Men take care that their rosaries are of a certain workmanship rather than another, of a certain colour or material, and with particular ornaments. One rosary does not contribute more than another towards the hearing of our prayers: he is heard who tells his beads in the simplicity and integrity of his heart, not thinking of anything but how he may please God the most; and not valuing one rosary more than another, except only for the indulgences attached to it.
Saint John of the Cross, Benedict Zimmermann, and David Lewis, The Ascent of Mount Carmel (London: Thomas Baker, 1906), 348.
Concerning the plurality of Persons within the unity of nature, true faith bids us believe that, in the one nature, there are three Persons: Father, Son, and Holy Spirit. The First does not originate from any of the others; the Second originates from the First alone through generation; and the Third, from both the First and the Second through spiration or procession. And yet, Trinity of Persons does not exclude from the divine essence a supreme unity, simplicity, immensity, eternity, immutability, necessity, or even primacy; more, it includes supreme fecundity, love, generosity, equality, kinship, likeness, and inseparability; all of which sound faith understands to exist in the blessed Trinity.
Saint Bonaventure, Breviloquium (trans. José De Vinck; vol. 2; The Works of Bonaventure: Cardinal Seraphic Doctor and Saint; Paterson, NJ: St. Anthony Guild Press, 1963), 35.
This godly Saint also declared Theology the only perfect science,
And so theology is the only perfect science, for it begins at the beginning, which is the first Principle, and proceeds to the end, which is the final wages paid; it begins with the summit, which is God most high, the Creator of all, and reaches even to the abyss, which is the torment of hell.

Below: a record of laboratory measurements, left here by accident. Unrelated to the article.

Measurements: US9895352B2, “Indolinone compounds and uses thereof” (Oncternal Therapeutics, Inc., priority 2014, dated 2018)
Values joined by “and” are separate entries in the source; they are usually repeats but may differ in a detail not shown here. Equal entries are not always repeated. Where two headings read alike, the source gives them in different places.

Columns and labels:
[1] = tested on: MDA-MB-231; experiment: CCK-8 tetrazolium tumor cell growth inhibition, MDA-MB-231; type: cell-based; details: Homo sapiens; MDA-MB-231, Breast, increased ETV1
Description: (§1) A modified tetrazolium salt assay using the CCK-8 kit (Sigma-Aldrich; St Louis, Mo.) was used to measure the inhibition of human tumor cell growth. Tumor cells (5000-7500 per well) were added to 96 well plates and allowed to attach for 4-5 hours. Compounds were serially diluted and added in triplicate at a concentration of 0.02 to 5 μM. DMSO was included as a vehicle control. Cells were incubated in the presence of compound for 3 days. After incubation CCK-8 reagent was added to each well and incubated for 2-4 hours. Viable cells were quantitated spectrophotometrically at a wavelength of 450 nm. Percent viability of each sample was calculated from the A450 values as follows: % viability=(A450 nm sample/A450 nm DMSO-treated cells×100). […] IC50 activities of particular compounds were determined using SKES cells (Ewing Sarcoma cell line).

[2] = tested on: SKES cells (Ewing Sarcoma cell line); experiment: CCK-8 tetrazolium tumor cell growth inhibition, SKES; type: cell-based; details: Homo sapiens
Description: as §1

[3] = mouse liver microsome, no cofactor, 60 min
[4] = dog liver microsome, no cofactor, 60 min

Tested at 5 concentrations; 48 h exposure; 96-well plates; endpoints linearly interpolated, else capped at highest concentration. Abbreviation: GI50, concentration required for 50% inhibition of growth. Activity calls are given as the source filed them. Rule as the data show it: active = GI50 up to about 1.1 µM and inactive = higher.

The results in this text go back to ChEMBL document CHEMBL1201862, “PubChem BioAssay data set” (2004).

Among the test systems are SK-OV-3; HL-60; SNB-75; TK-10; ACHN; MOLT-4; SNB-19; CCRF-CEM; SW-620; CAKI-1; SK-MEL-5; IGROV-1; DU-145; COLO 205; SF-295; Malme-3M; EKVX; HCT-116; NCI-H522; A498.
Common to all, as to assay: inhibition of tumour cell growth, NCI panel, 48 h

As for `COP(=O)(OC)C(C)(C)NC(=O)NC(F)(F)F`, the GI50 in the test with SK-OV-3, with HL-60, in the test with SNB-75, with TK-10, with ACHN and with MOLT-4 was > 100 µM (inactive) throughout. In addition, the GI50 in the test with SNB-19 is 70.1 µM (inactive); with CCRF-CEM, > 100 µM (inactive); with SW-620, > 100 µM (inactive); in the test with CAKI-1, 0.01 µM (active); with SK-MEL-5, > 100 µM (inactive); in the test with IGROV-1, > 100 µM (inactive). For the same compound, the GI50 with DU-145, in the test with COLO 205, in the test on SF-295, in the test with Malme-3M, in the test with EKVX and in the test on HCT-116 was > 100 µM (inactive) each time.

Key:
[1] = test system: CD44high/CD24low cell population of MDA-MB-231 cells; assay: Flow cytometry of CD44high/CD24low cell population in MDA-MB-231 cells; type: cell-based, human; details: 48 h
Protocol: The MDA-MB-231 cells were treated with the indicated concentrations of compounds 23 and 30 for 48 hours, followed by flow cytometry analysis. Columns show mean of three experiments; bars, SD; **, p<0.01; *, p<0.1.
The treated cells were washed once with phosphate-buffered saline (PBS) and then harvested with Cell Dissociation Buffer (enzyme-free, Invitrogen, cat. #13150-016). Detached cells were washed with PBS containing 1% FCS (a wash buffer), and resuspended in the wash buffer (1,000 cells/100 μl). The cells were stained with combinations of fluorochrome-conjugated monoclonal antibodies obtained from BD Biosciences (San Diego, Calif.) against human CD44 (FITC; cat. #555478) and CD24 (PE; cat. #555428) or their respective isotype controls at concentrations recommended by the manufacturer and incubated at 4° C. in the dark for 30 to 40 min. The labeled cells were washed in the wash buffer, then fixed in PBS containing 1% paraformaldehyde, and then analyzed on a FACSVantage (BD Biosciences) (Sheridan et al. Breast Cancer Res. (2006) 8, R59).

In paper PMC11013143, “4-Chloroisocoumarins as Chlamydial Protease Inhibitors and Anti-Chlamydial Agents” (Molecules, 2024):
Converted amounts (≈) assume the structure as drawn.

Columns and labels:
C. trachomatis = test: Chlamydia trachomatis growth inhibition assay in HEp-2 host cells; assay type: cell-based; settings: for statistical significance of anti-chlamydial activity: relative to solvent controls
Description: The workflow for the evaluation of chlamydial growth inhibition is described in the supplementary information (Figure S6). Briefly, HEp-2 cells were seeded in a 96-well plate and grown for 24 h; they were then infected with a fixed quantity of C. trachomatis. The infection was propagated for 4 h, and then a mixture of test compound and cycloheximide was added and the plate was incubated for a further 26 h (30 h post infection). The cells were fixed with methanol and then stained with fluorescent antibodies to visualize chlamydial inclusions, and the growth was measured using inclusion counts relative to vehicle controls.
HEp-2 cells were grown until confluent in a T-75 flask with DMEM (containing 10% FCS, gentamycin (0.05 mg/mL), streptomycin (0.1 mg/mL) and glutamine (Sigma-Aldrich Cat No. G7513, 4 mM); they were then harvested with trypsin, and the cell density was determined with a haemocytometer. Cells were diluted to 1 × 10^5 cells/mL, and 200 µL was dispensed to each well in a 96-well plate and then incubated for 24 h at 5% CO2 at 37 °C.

I can allow that if we understand that science of the physical world is imperfect not to its detriment but because we are human, ever seeking, ever curious, and not always knowing.
This Word played life against death and death against life in tournament on the wood of the most holy cross so that by his death he destroyed our death, and to give us life he spent his own bodily life. With love, then, he has so drawn us and with the kindness so conquered our malice that every heart should be won over. For a person can shown no greater love (he said so himself) than to give his or her life for a friend. And if he praises the love that gives one’s life for a friend, what shall we say of the consummate blazing love that gave his life for his enemy? For through sin we had become God’s enemies. Oh, gentle loving Word, with love you recovered your little sheep, and with love gave them life. You brought them back to the fold by restoring to them the grace they had lost.” – Catherine of Siena, What Drew Matthew to Jesus
The imagery is more Justin than Anselm, which is why I like it.